Absentee leaders: The silent destroyers

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OUT OF OFFICE sign tacked to black chairThere’s a thin line those in charge must walk between being too hands-on and too hands-off with their employees, and unfortunately, many employers sway one way or the other.

We’ve talked before about the dangers that accompany micromanaging, and according to the Forbes Coaches Council, “Groups that adapt to a micromanagement style are either quietly rebellious or hapless, unable to make any independent decisions.”

Bosses who engage too much in the daily activities of their employees can end up causing irreparable damage to the company in the long run, but on the opposite end of the spectrum are the bosses who don’t engage enough.

In any workplace, good employees want to know what they are doing right, what they are doing wrong and how to improve themselves professionally. As the head of your landscaping company, it is your job to provide employees with the constructive criticism and support they need to grow, instead of always offering them the platitude, “You’re doing a good job.”

While this statement may be true, it’s not feasible that every single time your employees do something it will be done correctly and perfectly. There is always room for improvement, from the bottom to the top of the company.

If you currently have a boss that borders on apathetic, know of one in your company or believe you fit the mold as a boss yourself, take a look at a few tell-tale signs that can either confirm or deny these suspicions.

Pinpointing the problem

According to the Harvard Business Review, there are three broad behavioral categories bad managers can fall into: moving away behaviors, moving against behaviors and moving toward behaviors.

Moving away behaviors create distance from others through skepticism that breaks up trust, diminished communication and hyper-emotionality. Moving against behaviors manipulate and overpower people while aggrandizing the self. And moving toward behaviors include being overly conforming, ingratiated and reluctant to take chances or stand up for one’s team.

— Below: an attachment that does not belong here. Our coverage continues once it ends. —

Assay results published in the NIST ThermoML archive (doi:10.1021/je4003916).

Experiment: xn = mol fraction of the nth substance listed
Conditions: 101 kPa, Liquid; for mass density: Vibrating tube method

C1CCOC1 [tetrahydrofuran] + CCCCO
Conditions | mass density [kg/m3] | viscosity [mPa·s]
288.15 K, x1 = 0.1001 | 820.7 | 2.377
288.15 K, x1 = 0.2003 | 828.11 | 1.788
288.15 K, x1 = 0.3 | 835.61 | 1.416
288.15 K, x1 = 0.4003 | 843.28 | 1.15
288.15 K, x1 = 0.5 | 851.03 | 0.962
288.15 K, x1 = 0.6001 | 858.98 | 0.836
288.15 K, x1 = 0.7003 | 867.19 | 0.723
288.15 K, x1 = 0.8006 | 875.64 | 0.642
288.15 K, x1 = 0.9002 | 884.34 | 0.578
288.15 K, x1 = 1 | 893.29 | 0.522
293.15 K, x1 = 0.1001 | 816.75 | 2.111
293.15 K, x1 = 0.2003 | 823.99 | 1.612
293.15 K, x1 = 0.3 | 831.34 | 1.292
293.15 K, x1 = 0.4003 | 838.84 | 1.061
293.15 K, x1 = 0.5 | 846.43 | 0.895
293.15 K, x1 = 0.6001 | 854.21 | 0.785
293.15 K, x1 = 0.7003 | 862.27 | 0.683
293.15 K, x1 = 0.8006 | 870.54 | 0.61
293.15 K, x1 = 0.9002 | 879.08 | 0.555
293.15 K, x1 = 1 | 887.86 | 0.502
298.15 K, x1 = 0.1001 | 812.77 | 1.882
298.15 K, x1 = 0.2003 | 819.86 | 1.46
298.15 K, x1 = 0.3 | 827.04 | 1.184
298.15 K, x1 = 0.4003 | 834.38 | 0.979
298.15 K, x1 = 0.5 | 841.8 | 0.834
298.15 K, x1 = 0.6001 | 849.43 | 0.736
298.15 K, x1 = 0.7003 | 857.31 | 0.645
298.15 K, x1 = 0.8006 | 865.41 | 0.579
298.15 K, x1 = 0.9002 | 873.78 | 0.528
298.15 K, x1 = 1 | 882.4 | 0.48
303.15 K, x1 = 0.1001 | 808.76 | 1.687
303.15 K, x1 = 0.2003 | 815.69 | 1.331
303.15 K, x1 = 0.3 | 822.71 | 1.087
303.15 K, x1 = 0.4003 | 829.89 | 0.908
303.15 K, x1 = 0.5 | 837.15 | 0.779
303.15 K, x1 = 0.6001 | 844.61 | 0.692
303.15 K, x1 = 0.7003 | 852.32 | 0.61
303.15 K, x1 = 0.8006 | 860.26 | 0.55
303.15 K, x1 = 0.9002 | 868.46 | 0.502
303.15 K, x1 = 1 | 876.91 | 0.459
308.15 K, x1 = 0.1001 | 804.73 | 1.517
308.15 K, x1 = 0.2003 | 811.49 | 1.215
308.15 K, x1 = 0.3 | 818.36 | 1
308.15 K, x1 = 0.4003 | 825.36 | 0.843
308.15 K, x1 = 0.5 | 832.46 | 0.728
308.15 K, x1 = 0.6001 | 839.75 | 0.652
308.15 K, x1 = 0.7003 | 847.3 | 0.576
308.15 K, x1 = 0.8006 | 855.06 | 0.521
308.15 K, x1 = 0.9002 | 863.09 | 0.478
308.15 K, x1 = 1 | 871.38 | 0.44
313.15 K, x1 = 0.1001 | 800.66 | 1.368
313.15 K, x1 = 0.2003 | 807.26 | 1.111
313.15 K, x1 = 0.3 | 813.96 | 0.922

The previously mentioned categories reflect the attributes of what many of us would deem an incompetent boss, and you don’t have to look far on television and movies to see an abundance of characters that act as a perfect example of one. But one of the most common forms of incompetence in leadership can be seen through absentee leadership.

Absentee leaders, according to the Harvard Business Review, are people in leadership roles who, though they may physically be in the workplace, are psychologically absent from their role. These types of leaders are leaders in title alone. They enjoy the perks and privileges that come with their title, but they avoid becoming meaningfully involved with their employees or teams.

The Harvard Business Review equates this to the concept of rent-seeking in economics, where value is taken out of the organization but no value is put back in.

To some workers, the idea of having a boss that is that nonchalant sounds ideal, especially if you’ve had a micromanaging or bullying boss in the past. But the Harvard Business Review reports that a 2015 survey showed that out of the top nine complaints collected concerning the behavior of leaders, eight dealt with leaders being absent.

Many employees would rather be hassled by their boss than ignored because being ignored creates a sense of alienation. The Harvard Business Review also says that the impact of absentee leadership on job satisfaction can outlast the impact of both constructive and destructive forms of leadership.

Constructive leadership, the Harvard Business Review says, immediately improves job satisfaction but the effects dwindle quickly; destructive leadership can degrade job satisfaction immediately, but these effects dissipate after a few months.

The differences between the effects of constructive and destructive leadership versus absentee leadership, the Harvard Business Review says, are that the impact of absentee leadership takes longer to appear, but the satisfaction with the subordinates’ job degrades for at least two years.

Much like micromanaging, absentee leadership can cause employees to become exceedingly stressed out, which will ultimately lead to errors occurring in the workplace.

The question now becomes, if absentee leadership is such a detrimental thing, why don’t you hear more about it in business reviews and journals? The answer is simple: the squeaky wheel gets the grease.

If your company is dealing with other leaders who are causing more of a scene, bringing more negative attention on the company, etc., it’s more likely that those in charge are going to work to put that fire out first. It’s easier to justify taking care of a leader who yells, threatens and berates employees than one who “doesn’t do anything.”

It’s harder to see the negative effects that come with an absentee leader, which means they can stay in their position of power for a long time without being dethroned.

“Thus, absentee leaders are often silent organization killers,” said Scott Gregory in the Harvard Business Review. “Left unchecked, absentee leaders clog an organization’s succession arteries, blocking potentially more effective people from moving into important roles while adding little to productivity.”

If your landscaping company is fortunate enough now to find itself in a position with no absentee leaders or micromanagers in sight, count yourself extremely blessed, but always remain on guard.

Take preventative steps now to ensure there is a business management plan in action that can find and deal with any absentee leaders or micromanagers that end up in positions of power in your company.

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